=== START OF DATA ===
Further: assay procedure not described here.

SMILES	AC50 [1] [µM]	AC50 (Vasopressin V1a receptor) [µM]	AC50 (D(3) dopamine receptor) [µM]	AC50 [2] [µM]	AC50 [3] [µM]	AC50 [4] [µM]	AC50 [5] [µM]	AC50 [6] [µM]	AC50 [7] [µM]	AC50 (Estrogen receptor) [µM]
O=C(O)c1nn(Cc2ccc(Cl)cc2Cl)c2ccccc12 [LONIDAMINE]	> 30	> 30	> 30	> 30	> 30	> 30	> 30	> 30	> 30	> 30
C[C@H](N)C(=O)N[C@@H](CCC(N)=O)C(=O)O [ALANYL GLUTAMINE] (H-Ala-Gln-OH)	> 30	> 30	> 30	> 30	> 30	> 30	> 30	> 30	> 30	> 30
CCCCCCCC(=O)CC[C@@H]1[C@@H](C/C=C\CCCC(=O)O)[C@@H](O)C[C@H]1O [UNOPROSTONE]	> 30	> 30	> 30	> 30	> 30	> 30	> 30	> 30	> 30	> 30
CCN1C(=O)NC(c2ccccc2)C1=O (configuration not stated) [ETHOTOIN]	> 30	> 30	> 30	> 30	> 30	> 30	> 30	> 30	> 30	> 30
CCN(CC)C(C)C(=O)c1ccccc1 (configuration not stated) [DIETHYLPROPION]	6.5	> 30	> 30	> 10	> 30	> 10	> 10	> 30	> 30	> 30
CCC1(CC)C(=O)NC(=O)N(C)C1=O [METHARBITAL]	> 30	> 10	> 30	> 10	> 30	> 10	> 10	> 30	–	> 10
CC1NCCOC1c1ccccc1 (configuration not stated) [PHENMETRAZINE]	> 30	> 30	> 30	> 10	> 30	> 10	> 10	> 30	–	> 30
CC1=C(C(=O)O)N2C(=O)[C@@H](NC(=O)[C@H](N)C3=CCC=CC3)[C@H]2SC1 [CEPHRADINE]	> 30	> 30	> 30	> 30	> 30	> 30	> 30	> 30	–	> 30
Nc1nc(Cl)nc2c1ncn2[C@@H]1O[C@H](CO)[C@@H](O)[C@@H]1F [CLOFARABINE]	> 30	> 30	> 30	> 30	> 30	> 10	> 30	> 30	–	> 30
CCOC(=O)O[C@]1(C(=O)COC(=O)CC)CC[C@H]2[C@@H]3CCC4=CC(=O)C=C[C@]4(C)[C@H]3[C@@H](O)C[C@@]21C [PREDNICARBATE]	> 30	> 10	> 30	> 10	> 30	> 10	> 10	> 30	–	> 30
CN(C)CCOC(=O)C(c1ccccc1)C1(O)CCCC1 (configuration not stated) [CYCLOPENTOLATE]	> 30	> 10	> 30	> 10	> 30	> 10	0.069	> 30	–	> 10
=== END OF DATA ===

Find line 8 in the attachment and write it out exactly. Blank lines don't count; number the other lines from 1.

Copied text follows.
CCC1(CC)C(=O)NC(=O)N(C)C1=O [METHARBITAL]	> 30	> 10	> 30	> 10	> 30	> 10	> 10	> 30	–	> 10